“The Funj tribes are regarded as natives of the Blue Nile region, while the Hausa migrated here in different periods over the centuries from West Africa, predominantly from Nigeria,” said Osama Saeed of the SCP. 

“However,” he added, “there is no history of such clashes between the two. The Hausa largely kept to themselves and their agriculture. Fissures between the two began to appear only under (the rule of former dictator) Omar al Bashir, when the sections of Hausa were recruited into security forces to put down the rebellion by the Funj tribes.”    

Fathi Elfadl, national spokesperson of the SCP, said, “While Bashir’s regime played on the contradictions due to competition over land and resources between the migratory and native tribes, the tensions between the Hausa and Funj had never before escalated to the point of such bloody clashes. This violence was instigated by the Agar faction of the SPLM-N who tried to set his former rivals against his own people who were withdrawing their support from him.”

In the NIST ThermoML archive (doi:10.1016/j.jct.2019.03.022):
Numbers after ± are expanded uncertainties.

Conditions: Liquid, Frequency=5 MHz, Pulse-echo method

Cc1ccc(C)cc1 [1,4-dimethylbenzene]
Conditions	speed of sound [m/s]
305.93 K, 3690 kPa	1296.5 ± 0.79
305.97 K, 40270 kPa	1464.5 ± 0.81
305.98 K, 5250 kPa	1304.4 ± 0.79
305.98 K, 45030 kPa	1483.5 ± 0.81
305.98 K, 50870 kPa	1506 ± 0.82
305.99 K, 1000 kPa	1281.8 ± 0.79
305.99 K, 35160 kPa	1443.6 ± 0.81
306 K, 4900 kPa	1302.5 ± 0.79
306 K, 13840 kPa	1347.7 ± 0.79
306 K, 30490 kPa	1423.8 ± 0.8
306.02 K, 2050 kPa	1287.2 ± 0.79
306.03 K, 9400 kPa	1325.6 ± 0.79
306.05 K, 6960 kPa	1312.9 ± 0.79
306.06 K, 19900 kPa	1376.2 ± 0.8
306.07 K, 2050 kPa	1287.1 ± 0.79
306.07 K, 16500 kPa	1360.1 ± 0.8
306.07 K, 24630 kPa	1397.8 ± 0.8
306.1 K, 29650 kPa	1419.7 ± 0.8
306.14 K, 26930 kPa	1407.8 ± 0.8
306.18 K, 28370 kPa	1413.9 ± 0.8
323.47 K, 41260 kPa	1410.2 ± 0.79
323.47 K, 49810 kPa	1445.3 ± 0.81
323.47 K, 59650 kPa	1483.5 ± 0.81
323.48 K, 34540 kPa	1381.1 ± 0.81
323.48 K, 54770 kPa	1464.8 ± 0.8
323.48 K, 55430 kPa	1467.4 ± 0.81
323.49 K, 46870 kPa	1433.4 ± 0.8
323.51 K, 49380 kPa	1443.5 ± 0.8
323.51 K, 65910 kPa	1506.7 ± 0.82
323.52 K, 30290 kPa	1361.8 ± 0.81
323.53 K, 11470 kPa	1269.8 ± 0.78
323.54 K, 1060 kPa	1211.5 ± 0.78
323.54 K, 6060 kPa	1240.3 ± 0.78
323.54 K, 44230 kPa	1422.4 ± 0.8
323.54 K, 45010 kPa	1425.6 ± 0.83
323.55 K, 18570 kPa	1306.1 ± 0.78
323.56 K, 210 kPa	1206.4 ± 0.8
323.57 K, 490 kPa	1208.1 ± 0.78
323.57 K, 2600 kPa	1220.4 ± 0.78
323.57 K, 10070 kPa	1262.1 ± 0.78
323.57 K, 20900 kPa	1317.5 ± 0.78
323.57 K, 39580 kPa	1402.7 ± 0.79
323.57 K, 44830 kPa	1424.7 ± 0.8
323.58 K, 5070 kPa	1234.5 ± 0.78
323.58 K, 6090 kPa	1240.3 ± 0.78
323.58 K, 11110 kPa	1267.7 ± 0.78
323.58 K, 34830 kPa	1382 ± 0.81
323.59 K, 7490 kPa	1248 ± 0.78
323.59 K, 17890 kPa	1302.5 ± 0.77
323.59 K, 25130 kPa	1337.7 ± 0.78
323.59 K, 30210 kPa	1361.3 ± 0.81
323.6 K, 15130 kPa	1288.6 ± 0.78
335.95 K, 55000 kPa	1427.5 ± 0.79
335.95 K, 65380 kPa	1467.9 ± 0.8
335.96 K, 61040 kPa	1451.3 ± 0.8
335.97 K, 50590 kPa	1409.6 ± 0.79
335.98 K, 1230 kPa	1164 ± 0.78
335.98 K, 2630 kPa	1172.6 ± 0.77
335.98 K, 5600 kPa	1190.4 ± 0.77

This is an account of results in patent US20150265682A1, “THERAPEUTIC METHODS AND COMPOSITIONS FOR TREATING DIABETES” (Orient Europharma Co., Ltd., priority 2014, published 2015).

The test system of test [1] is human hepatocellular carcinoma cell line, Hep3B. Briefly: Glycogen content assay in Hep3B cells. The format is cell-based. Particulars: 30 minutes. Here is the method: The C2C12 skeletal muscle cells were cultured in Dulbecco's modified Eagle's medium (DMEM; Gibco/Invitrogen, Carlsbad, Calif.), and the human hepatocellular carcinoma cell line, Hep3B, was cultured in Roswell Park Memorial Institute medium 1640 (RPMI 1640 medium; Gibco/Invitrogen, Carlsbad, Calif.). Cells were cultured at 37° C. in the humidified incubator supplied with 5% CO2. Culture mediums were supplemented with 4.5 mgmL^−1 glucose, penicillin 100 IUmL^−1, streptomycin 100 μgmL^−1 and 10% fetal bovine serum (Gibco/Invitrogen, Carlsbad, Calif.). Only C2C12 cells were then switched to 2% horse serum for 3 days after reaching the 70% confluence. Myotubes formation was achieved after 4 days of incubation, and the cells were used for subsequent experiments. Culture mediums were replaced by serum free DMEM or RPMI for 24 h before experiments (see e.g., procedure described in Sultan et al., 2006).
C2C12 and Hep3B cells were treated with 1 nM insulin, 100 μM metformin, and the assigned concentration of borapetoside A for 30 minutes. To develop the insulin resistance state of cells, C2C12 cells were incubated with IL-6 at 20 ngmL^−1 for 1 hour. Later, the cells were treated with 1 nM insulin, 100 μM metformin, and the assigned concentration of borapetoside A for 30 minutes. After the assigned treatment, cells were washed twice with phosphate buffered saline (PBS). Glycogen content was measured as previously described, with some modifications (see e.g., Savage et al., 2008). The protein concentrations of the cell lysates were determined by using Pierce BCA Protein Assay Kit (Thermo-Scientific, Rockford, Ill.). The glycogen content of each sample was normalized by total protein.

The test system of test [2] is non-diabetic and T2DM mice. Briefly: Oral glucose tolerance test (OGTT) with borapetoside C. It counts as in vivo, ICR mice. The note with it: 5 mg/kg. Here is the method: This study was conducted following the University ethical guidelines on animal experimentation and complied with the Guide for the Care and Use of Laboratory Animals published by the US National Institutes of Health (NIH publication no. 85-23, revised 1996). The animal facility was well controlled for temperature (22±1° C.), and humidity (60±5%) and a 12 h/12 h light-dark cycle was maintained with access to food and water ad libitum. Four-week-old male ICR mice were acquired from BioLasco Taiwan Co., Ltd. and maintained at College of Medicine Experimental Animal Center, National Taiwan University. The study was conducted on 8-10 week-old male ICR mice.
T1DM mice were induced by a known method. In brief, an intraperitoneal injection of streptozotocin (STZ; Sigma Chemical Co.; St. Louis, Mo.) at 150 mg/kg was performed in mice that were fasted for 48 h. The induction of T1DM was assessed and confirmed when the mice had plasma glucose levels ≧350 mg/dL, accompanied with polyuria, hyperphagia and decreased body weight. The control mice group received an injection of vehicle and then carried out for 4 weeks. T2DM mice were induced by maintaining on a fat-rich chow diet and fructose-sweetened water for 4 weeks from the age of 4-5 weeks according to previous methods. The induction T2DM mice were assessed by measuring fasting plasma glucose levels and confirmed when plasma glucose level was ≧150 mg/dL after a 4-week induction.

The Funj people had supported the united SPLM-N since its formation in 2011. It was among the many armed rebel groups in the war against Bashir’s Islamist regime under which tribes in border regions of Sudan felt marginalized.    

In 2017, SPLM-N split into two factions – one led by Agar and the other by Abdelaziz al-Hilu. The December Revolution, which started in 2018, forced Bashir out of power in 2019. Following these events, Agar’s faction signed the Juba peace agreement, while Al-Hilu’s faction refused.